Dahlias for Diwali

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This annual festival of lights falls on October 22nd this year, which is the 15th day of the month of Kartika in the Hindu calendar. One of the most important holidays of the year for Hindus, Diwali is celebrated to honor Rama, an incarnation of the god Vishnu, and to symbolize the triumph of victory over evil. Along with oil lamps and hanging lanterns to light the home, consider a dazzling display of dahlias to decorate the table or bring with you as a gift as you visit friends and family. Said to symbolize dignity in the language of flowers, colorful dahlias are the perfect flower for celebrating Diwali and are at their peak this time of year.

In the ancient Hindu epic, the Ramayana, the story is told of Rama and his wife Sita’s return from exile and his defeat of the demon Ravana. Seen as the victory of good over evil, light over darkness, the lighting of small oil lamps around homes and streets is one of the ways in which Diwali is celebrated. Whether you are a practicing Hindu or simply happy to light a lamp to brighten up the darkening days of autumn, adding flowers such as dahlias in bright colors like gold, orange and pink are a perfect addition to an evening that is getting longer and cooler every night.

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Dahlias are in the sunflower family and grow on hardy stems that range widely in size. From their perfectly round buds, dahlias open up into symmetrical blooms that can be as small as a silver dollar or as large as a dinner plate. Dahlias come in every color of the rainbow except blue, and many have more than one color- often fading from dark centers to lighter colors on the outer petals. Bright pinks and showy yellows are the colors for summer, but for this autumnal festival, consider the deep bronze, burgundy or golden blooms. They look amazing in vases with greens like fragrant eucalyptus or with dainty sprays of daisies or alstroemeria and accessorized with hypericum berries or other fall foliage. For Diwali, consider taking a bunch and trimming them just behind the flower heads to float in a glass bowl, or the small, clay diyas usually filled with oil and wicks. These are a great alternative if you live in apartments or dorms that may not allow lighted lamps and with plenty of water, will last for many days.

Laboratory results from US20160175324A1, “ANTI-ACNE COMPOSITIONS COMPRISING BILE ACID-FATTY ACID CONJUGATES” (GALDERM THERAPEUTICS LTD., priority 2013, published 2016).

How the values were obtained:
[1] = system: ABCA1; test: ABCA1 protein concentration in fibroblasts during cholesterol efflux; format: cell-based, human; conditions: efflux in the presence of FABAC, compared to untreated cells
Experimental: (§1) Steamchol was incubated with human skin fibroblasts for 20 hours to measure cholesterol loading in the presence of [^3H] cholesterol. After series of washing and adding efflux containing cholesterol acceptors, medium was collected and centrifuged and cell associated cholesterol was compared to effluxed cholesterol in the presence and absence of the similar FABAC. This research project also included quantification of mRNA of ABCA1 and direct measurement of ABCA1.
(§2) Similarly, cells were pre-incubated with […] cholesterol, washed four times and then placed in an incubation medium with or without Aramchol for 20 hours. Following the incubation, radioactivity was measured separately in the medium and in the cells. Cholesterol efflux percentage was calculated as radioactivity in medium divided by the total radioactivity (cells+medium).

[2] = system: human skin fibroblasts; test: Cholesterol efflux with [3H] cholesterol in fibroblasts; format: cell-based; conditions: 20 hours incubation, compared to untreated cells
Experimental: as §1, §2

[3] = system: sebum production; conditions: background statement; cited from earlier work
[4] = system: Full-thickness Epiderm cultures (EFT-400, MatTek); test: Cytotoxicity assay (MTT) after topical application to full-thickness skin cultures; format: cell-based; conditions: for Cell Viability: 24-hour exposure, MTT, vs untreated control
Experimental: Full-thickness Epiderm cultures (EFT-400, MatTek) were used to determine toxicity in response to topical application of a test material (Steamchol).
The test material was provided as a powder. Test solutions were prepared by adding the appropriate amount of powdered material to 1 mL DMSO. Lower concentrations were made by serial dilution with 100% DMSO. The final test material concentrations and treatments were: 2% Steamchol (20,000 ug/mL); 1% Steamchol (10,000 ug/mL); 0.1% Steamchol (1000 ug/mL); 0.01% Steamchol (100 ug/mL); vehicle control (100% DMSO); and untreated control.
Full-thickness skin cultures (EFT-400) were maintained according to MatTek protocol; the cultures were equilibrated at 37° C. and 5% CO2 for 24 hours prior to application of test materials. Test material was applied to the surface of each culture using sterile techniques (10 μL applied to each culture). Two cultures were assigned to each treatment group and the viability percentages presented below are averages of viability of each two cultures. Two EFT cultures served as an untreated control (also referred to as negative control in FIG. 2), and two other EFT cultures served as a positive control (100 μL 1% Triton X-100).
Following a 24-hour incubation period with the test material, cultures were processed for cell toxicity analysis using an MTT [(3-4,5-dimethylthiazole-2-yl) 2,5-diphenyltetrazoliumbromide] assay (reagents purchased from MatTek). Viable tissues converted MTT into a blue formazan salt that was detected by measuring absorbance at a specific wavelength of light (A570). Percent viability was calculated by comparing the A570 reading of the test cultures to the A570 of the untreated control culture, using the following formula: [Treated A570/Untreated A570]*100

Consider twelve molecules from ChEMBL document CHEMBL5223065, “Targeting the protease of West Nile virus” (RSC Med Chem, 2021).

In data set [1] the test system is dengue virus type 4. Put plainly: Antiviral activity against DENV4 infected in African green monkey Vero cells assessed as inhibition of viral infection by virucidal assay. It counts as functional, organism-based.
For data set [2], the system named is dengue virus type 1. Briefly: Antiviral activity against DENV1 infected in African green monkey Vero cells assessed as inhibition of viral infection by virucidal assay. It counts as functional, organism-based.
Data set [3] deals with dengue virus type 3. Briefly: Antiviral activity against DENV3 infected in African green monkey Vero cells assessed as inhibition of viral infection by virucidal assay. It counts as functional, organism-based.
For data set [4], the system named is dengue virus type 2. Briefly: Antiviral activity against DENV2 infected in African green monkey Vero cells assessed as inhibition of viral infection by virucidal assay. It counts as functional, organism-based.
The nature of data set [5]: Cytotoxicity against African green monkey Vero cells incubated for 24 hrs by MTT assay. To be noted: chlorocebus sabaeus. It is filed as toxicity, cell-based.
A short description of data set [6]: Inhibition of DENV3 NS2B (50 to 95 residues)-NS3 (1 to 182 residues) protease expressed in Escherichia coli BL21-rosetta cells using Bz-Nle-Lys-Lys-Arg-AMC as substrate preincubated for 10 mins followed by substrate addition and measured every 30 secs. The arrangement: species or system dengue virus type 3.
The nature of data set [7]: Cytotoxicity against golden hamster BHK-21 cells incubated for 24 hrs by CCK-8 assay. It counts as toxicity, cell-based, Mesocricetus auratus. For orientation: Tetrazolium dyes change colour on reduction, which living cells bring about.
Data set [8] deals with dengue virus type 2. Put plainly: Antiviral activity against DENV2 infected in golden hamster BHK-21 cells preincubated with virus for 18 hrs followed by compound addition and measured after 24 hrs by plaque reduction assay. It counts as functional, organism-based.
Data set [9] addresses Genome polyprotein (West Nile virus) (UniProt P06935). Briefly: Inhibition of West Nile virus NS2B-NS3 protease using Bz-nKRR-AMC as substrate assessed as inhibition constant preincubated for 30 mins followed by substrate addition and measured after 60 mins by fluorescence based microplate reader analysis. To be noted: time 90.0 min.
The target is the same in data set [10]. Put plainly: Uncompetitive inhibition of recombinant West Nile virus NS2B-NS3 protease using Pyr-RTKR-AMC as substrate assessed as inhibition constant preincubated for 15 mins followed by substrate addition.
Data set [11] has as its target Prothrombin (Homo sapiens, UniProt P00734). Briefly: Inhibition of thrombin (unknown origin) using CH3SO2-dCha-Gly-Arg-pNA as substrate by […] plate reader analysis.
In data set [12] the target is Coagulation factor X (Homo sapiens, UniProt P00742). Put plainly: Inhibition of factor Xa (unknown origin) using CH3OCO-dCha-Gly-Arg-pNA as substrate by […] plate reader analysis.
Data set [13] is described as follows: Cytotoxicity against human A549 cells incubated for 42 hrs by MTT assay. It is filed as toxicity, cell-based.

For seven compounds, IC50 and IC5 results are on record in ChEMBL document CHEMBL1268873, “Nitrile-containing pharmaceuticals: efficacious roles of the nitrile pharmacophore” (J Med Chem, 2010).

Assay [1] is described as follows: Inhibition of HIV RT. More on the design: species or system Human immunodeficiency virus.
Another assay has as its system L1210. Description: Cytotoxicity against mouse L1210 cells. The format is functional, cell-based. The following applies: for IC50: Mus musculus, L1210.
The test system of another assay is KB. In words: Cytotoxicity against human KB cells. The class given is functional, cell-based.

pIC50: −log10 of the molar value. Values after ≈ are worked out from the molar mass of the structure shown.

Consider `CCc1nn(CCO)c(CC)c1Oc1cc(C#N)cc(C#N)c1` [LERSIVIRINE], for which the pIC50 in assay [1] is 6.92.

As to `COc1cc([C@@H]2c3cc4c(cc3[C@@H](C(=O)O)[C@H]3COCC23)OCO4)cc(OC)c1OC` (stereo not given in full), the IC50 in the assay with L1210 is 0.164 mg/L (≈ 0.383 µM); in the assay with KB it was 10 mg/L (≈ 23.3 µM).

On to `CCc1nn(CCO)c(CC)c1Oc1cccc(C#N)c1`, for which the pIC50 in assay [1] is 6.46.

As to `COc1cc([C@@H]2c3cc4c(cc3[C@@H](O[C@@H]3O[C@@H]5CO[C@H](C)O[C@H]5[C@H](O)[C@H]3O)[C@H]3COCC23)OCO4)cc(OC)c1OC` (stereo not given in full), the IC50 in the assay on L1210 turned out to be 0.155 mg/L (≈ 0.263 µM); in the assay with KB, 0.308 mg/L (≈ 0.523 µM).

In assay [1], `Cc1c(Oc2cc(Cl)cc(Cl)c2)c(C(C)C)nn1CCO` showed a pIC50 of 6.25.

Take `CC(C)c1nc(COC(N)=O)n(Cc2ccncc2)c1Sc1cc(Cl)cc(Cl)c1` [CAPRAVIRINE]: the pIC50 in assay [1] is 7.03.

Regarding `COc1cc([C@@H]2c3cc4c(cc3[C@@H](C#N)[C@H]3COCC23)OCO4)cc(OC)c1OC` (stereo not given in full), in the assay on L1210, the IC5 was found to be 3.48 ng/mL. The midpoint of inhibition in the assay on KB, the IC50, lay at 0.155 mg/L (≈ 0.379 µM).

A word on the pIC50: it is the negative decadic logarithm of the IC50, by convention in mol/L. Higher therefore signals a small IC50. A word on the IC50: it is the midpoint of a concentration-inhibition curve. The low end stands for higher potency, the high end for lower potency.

Husbands, don’t forget that Diwali Padva falls the following day, so be sure to pick up a few extra dahlias for your wife!

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